alienspecies.royalbcmuseum.bc.ca/content/sightings

Click on the link to visit the Alien Sightings map on the Aliens Among Us website. Which species have made their way into your neighbourhood? Where have House Sparrows been spotted? Have you seen a House Sparrow? Take a picture and post the location on the interactive map.
alienspecies.royalbcmuseum.bc.ca/content/sightings

Click on the link to visit the Alien Sightings map on the Aliens Among Us website. Which species have made their way into your neighbourhood? Where have House Sparrows been spotted? Have you seen a House Sparrow? Take a picture and post the location on the interactive map.

© 2011, Royal British Columbia Museum Corporation. All Rights Reserved.

Photo of female House Sparrow, Passer domesticus, back view

Female House Sparrow showing back plumage

Royal British Columbia Museum

© 2011, Royal British Columbia Museum Corporation. All Rights Reserved.


Photo of female House Sparrow, Passer domesticus, side view

Female House Sparrow side view

Royal BC Museum

© 2011, Royal British Columbia Museum Corporation. All Rights Reserved.


Photo of male House Sparrow, Passer domesticus, back and side view

Male House Sparrow showing back and side plumage

Royal BC Museum

© 2011, Royal British Columbia Museum Corporation. All Rights Reserved.


Photo of male House Sparrow, Passer domesticus, side view

Male House Sparrow side view

Royal BC Museum

© 2011, Royal British Columbia Museum Corporation. All Rights Reserved.


Video of Royal BC Museum Curator of Vertebrate Zoology, Gavin Hanke, talking about the introduced House Sparrow, Passer domes

Gavin Hanke, Curator of Vertebrate Zoology at the Royal BC Museum, talks about House Sparrows, Passer domesticus.

Royal BC Museum – Where the Past Lives

Aliens Among Us

House Sparrow

Gavin Hanke, Curator, Vertebrate Zoology, Royal BC Museum

I’m Gavin Hanke, Curator of Vertebrate Zoology at the Royal BC Museum.  House Sparrows are your classic LBJ – Little Brown Jobbies.  Males and females are quite distinctive, females are more or less drab brown, they are not all that colourful.  Males have a chestnutty to a rusty back and a black bib.

They are easy to identify relative to other birds within the city.  The House Sparrow’s an urban bird so it’s interactions with native ecosystems is quite limited.  It does really well around humans.  Wherever there is a barn, a house, these guys will do very well.  The name says it all.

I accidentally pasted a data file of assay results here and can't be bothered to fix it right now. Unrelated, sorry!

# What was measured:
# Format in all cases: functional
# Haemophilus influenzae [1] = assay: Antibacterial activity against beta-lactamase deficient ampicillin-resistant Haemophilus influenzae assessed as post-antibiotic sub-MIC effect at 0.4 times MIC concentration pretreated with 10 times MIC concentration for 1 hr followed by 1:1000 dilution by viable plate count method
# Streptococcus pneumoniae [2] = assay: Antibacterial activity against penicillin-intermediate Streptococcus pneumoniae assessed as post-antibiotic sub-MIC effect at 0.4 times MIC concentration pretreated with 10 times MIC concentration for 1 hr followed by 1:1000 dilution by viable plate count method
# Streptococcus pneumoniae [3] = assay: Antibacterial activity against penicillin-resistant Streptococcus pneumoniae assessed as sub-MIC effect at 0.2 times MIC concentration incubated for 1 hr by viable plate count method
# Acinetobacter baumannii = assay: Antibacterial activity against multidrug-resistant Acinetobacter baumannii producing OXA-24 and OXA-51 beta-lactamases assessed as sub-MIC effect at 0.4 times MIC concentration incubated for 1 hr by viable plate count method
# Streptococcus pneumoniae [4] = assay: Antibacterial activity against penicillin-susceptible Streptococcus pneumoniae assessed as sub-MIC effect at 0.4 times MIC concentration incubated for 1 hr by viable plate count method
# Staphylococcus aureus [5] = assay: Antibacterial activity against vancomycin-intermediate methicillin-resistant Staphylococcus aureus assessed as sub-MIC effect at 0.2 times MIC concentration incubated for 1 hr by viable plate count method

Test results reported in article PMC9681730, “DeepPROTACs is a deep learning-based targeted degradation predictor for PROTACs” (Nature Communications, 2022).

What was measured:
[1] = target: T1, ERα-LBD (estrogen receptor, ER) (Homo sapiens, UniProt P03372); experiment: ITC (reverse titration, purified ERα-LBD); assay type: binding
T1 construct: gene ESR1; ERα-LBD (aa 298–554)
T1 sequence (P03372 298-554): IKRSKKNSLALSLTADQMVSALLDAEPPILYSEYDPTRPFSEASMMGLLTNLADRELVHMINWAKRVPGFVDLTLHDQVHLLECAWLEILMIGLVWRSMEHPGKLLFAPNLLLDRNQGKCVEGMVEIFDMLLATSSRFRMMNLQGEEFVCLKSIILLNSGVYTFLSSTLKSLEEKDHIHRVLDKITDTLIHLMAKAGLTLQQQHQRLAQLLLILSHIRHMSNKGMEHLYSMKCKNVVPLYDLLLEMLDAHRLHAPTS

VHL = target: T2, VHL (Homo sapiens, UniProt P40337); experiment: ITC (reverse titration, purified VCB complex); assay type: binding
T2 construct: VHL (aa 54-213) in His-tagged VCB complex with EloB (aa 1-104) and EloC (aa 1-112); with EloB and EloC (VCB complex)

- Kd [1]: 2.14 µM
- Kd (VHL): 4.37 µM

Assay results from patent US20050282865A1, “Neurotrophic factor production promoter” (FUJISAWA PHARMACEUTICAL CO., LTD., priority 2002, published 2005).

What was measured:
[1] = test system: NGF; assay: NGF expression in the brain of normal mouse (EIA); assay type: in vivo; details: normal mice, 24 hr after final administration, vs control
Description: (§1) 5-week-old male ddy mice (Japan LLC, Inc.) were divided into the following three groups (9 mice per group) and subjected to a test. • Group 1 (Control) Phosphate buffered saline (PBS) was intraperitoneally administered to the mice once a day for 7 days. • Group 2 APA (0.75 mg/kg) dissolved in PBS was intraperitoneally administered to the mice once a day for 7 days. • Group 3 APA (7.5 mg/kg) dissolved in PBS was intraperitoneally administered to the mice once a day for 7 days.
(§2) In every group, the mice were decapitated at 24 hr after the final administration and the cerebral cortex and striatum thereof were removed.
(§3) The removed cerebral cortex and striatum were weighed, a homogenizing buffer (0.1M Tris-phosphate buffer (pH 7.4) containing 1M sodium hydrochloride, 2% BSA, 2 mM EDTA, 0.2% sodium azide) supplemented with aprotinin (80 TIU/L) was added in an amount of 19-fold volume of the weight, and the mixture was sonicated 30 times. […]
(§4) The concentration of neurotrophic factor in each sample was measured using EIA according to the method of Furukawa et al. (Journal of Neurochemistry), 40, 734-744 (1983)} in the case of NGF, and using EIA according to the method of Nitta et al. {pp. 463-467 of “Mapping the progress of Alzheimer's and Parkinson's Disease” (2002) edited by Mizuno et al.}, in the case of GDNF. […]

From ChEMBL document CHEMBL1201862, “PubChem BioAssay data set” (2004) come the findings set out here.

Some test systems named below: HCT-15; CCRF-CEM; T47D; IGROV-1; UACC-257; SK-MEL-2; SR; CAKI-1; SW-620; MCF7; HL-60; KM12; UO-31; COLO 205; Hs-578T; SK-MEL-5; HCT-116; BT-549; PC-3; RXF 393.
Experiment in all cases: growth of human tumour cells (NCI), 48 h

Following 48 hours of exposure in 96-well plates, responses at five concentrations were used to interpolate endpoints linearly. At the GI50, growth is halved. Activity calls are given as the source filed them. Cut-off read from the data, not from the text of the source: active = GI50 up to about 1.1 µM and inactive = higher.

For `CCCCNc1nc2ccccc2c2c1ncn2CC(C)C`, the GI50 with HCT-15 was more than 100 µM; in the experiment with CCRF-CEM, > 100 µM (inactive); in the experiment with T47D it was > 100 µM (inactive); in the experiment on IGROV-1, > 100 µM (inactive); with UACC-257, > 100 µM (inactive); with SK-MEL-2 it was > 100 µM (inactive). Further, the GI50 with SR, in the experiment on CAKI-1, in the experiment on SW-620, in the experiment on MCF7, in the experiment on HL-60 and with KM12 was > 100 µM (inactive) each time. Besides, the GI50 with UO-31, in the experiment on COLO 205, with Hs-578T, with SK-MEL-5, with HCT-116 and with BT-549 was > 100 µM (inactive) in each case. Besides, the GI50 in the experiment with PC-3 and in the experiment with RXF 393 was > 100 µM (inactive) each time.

What they will do is compete with birds within the city or within towns for food but more importantly they compete with them for nest sites.  They will eject other birds from nests and will dominate nesting boxes, bird houses.  When people put up a nest box, this is the kind of bird that really runs for it.  So, if you put up a nest box, you are probably promoting a House Sparrow. 

They are quite aggressive little things.  For such a tiny bird, they are aggressive.  Even on the museum grounds we have them almost attacking people for chunks of their muffins or lunch.  They are very well accustomed to people. 

The real downside to the House Sparrow is the mess.  They soil our yards, they soil, they’ll fly past your car and leave a little dropping on it.  The biggest problem with the House Sparrow is what they do to our possession, bird poop is quite messy.  It’s the biggest problem with these guys.    

Matthew Miller, Quirke Infographica
Liz Crocker

© 2011, Royal British Columbia Museum Corporation. All Rights Reserved.


Video of Royal BC Museum Curator of Vertebrate Zoology, Gavin Hanke, talking about introduced species.

Gavin Hanke, Curator of Vertebrate Zoology at the Royal BC Museum, talks about alien species.

Royal BC Museum – Where the Past Lives

Museum Moment

Alien Invaders

Once upon a time, museum researchers used to focus more on collecting and displaying living things than on interpreting patterns in nature. 

Hi, I’m Connie Mitchell, here with Gavin Hanke from the Royal BC Museum.  Gavin’s curator of vertebrate zoology. 

Gavin, what are we doing here in the middle of this park?

Well, you can’t make a good museum display without new information and this can be found even in a city park.

What new information are we going to find in the middle of this duck pond?

What about this?